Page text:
BY STEVE DU BOIS
it's because i'm gay
Published January 20, 2005
Last Friday I met this guy for lunch. On Saturday, I met another guy, for dinner. On Sunday, I fooled around with the latter in a campus building. And such a busy weekend isn’t uncommon… thanks to the godsend, the gaysend, The Facebook.
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This isn’t to say that The Facebook should be renamed fuck-buddybook. The Facebook serves a much more expansive and beneficial purpose for me and perhaps other homosexuals: To provide a connection to the remotely accessible gay culture and its participants … to anonymously meet and interact with not only potential hook-ups, but also potential friends and dates. And of this utilization of The Facebook, I am proud.
I wonder if this sounds weird to readers, both homosexual and heterosexual. Am I alone in my investment in The Facebook as a legitimate means of correspondence? I think, hope, that in the least, homosexuals see where I’m coming from. Heterosexuals, especially males I’m presuming, similarly use the online venue for potentially promiscuous means. To that end, then, I hope those of all sexual orientations understand and appreciate The Facebook. But beyond that commonality, I’m arguing for a discrepancy in perception of Facebook based on sexual orientation. For heterosexuals, The Facebook might be a secondary social resource … perhaps Jo Hetero tells a Facebook story to a friend — an actual friend — at dinner. However, The Facebook comprises something entirely different to gay culture, and because of this, homosexuals, or at least this homosexual, place a different premium on The Facebook.
Homosexual culture is subverted. That is, it remains relatively dormant to the dominant, implicitly favored, majority heterosexual culture. Facebook, then, provides a means by which homosexuals can meet and develop relationships that otherwise might be uncultivated or nonexistent. Thus, The Facebook holds a different significance to homosexuals, or to any culture that experiences subversion by the invisible hand of society. Personally, I use it because it is a, nay, the convenient, covert way to meet other queers without direct pressures from my housemate to meet his other gay friend (“You’ll get along great!”), or without the awkward hello to the other gay kid in my English class (“So … do you like butt sex, too?).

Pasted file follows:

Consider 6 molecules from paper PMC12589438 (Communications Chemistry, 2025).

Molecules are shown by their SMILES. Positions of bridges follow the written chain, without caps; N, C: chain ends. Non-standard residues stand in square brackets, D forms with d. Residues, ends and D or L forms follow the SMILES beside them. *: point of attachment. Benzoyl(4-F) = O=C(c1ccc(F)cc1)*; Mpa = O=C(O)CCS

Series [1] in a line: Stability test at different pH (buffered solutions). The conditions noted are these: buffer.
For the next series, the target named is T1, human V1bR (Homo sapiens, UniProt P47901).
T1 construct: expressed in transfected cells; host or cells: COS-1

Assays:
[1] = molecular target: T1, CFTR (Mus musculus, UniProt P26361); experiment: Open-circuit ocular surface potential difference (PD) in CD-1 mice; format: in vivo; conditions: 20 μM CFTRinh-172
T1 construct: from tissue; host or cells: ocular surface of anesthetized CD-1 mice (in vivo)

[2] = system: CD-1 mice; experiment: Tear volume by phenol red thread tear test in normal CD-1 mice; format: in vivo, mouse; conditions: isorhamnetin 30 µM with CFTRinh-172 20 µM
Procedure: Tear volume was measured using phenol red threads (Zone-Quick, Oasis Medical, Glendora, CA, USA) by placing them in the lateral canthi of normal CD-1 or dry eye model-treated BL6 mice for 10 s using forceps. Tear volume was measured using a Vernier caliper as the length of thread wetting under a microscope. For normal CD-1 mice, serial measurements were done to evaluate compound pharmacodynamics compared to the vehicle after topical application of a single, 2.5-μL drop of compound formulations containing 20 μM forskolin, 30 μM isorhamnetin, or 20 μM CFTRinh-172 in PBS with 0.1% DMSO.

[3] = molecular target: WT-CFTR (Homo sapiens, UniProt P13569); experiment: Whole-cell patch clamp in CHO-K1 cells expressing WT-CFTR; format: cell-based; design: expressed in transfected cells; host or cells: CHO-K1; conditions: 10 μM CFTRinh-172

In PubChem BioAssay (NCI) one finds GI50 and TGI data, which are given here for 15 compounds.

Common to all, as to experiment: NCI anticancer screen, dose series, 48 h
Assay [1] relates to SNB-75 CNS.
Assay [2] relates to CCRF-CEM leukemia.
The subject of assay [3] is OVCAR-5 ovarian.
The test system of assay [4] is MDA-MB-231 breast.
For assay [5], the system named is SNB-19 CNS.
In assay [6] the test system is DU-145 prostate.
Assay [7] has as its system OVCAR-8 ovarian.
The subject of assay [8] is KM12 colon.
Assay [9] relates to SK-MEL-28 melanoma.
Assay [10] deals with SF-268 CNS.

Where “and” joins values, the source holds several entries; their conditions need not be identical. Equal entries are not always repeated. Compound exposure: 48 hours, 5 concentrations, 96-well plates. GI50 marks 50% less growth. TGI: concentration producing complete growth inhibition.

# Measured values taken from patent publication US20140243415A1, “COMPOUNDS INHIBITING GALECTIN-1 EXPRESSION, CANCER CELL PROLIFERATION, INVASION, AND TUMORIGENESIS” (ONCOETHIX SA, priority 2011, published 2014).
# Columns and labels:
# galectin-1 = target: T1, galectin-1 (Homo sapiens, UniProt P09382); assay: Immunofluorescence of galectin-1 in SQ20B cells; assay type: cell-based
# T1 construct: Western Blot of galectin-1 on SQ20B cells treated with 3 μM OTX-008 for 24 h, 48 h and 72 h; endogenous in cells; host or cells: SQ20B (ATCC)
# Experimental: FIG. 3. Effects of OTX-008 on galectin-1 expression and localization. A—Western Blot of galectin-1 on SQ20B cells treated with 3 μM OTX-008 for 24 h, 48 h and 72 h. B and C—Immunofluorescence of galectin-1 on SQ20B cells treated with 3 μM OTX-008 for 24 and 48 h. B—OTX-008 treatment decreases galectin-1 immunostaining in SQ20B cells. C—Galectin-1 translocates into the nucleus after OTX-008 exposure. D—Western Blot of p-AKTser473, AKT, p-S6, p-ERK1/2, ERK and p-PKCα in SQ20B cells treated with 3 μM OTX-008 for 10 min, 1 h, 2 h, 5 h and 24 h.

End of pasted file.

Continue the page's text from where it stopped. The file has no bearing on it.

Such online means of meeting and getting to know others is (generally) not viewed as sketchy in the homosexual world, but it may be stigmatized in the heterosexual one. Maybe those that criticize meeting people online, with whatever intentions, can’t comprehend the timidity with which minorities have to approach social situations, i.e. when I refrain from hitting on a cute guy because I can’t tell if he’s straight or gay. Sometimes it’s complicated, folks; it really is. And The Facebook attempts to remedy such awkwardness by providing infinite potential of communicative resources. I mean, I’d be a fool not to poke that hot guy!
If social scenes were different … if I didn’t have to go to the gay bar (read: Aut Bar), or the straight bar on gay night (read: Necto) … if I didn’t live in a culture that facilitates heterosexual relationships more than homosexual, or one that emphasizes the separation of demographics based on sexuality (why isn’t there a straight/gay night at Necto?), then I probably wouldn’t need an entity like The Facebook to meet other gay guys. I certainly would still use it, as it connects me to high school friends, fellow University flip-cuppers, and that cute guy from Washington University, but I’d have a completely different perspective on it.
In reality, I must rely on Necto, et al. to meet others of a similar sexual nature, and even attending such venues can be fruitless (not literally, obviously). Queers can be fake, superficial, horny. And that’s great. But oftentimes, such homosexually concentrated domains can be overwhelming and surprisingly, understimulating. I might seek out another means of communication — a less public domain, an environment where I can be comfortable and free of a contrived and pressured gay climate. Enter The Facebook.
Maybe I’ll find a simple hook-up. Perhaps I’ll get lucky and find a date. Maybe a closeted homosexual will find me and I’ll introduce him to the beautiful, gay world. Or perhaps my future life partner is that cute guy in the OSU Smells group. Regardless of intent or outcome, such utilization of The Facebook is not only justified but also undeserving of criticism from within and outside the homosexual community.
Gay.com, chat rooms, The Facebook — these are the means of communication for minority and majority demographics alike. But for the homosexual demographic, perhaps The Facebook has emerged as our generation’s anonymous socializing mechanism. And it’s weird — I haven’t heard any homosexuals criticizing heterosexuals’ use of The Facebook; yet, I’ve certainly heard heterosexuals stigmatize and bastardize my savior, The Facebook.
I’m not asking for sympathy, for a tissue. Save it. I just don’t like the smart-ass looks that follow the phrase “I met him online.” It’s not as easy as you think to meet significant, substantial queers. And oftentimes it’s not even that easy to meet a dull, cute one to hook up with.
It’s a tough, straight world out there, but some homo’s got to do it.
Steve didn’t want to write a Facebook column, but felt it had to be done. If you agree, disagree or are ambivalent to his sentiments, e-mail him at firstname.lastname@example.org. Better yet, just Facebook him!